In late June filings with the U.S. Bankruptcy Court for the Eastern District of Kentucky, Trinity asked the court to establish a series of dates and deadlines that could result in the purchase of all or some of its assets. Trinity requested a preliminary bid deadline of July 19, a deadline of July 26 by when all qualified bidders must submit final offers, and a July 30 auction at the offices of its legal counsel, Bingham Greenbaum Doll LLP in Lexington, Ky. The court also was asked to schedule an August 8 sale hearing at which time deals could be approved.

In February, creditors of India-based Essar filed involuntary Chapter 11 bankruptcy petitions against Essar’s U.S. subsidiaries, primarily Trinity, claiming they owed in excess of $100 million in unpaid bills. Trinity, acquired by Essar for $600 million in 2010, is a Central Appalachian coal producer with holdings in Breathitt, Floyd, Knott, Magoffin and Perry counties in eastern Kentucky and Boone, Fayette, Mingo, McDowell and Wyoming counties in West Virginia.  The company’s operations have produced both steam and metallurgical coal, although only the Deep Water met coal complex in Fayette County currently is in production.  The other operations have been temporarily idled.

The creditors—Credit Agricole SA, ING Group NV and Natixis—also joined a separate involuntary Chapter 11 suit filed in the Lexington court by three Frasure Creek Mining creditors: Austin Powder Co., Cecil I. Walker Machinery and Whayne Supply Co. They allege Frasure Creek owes them more than $20 million for goods, services and parts they provided. Frasure Creek is a Trinity affiliate.

In early July, Trinity and its affiliates were negotiating with multiple unidentified parties to be a “stalking horse” bidder for their mining assets. Initially, more than 60 potential buyers were solicited by Trinity, “including competitors as well as other strategic and financial investors,” Trinity said in a court filing.  More than 30 prospective purchasers then entered into so-called non-disclosure agreements and performed varying degrees of due diligence, including management presentations and site visits to the various mining complexes.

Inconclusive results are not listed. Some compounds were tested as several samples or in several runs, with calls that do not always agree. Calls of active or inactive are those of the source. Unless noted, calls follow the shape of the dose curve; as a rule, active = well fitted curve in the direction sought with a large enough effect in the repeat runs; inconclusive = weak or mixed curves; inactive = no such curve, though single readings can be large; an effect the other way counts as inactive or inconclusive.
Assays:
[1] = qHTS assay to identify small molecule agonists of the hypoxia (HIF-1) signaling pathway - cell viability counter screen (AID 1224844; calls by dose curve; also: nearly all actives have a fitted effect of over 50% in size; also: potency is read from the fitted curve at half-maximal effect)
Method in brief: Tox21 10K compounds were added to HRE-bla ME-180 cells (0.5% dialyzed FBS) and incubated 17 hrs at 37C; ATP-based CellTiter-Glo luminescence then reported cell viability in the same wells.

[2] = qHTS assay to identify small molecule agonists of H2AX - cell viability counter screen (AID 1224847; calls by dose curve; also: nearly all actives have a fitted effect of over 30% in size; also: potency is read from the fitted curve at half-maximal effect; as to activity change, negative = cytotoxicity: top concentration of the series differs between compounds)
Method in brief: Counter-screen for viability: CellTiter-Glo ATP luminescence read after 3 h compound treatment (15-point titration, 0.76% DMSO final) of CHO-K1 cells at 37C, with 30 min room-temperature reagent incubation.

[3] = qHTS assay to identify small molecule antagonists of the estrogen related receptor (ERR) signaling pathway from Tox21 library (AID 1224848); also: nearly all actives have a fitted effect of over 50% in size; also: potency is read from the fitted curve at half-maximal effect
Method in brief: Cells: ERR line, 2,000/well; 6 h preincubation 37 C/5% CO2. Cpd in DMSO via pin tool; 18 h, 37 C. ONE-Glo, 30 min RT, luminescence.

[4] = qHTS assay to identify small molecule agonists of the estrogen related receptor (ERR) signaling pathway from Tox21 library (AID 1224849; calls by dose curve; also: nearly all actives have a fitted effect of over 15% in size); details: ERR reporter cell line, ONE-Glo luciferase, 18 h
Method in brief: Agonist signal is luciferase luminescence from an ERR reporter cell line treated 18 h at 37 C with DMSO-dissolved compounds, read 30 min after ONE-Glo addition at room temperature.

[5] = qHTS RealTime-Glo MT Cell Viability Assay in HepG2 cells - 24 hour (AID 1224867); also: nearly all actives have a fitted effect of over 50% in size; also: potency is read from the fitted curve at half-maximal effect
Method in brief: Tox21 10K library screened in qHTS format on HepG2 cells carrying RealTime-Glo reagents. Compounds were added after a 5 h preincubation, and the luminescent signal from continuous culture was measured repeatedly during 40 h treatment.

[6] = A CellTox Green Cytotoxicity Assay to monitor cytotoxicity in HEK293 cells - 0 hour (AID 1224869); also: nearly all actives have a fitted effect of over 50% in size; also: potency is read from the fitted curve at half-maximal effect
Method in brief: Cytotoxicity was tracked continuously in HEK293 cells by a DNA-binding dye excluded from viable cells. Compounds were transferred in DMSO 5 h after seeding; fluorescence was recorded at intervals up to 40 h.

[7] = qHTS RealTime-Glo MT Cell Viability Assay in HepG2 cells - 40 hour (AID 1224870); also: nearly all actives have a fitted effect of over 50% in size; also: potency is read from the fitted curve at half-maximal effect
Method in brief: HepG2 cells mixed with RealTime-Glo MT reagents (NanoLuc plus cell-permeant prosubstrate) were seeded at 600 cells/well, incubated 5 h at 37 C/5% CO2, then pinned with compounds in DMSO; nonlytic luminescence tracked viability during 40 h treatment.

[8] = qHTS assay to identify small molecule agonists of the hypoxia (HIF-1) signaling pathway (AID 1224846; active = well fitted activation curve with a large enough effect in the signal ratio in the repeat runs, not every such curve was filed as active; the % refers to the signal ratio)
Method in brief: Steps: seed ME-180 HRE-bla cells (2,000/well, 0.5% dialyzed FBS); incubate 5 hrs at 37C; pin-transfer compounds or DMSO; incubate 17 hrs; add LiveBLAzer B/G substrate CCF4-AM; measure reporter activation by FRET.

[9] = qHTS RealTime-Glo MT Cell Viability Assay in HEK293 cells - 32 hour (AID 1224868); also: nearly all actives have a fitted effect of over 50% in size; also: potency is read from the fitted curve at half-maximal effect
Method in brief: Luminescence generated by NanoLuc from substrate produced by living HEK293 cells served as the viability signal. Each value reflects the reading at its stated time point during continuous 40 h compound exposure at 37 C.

According to the filing, Trinity and its affiliates received first round, non-binding proposals from 14 potential buyers across all six mining complexes.  After fielding the offers, Trinity, its affiliates and their advisers invited some of the potential buyers to return for a second round bid “and submit concrete binding offers and thereby compete to be a ‘stalking horse’ for some or all of the debtors’ assets.”

After that, several additional potential purchasers, who also were not identified, approached the debtors and their advisers “and commenced to negotiate for the purchase of all or some of the debtors’ assets,” Trinity added in the filing.

The Deep Water complex in West Virginia had total estimated coal reserves of approximately 70 million tons as of March 31.  Currently, about 40,000 tons tons of met coal are mined monthly.  Deep Water consists of one active surface mine with multiple units, two active highwall miners and two idled underground mines. The North Springs complex in McDowell, Mingo and Wyoming counties in West Virginia produced compliance steam coal and high volatile “B” quality met coal when it was operating.  It has about 16.1 million tons of estimated reserves, most of which is met coal.

The Falcon complex in Boone County, W.Va., controls an estimated 6.2 million tons of low-sulfur steam coal. Prater Branch, in Magoffin and Floyd counties in eastern Kentucky, has an estimated 18.3 million tons of lower-sulfur steam coal. Little Elk, a mid-sulfur steam coal complex in Perry County, Ky., controls an estimated 11.9 million tons of coal reserves.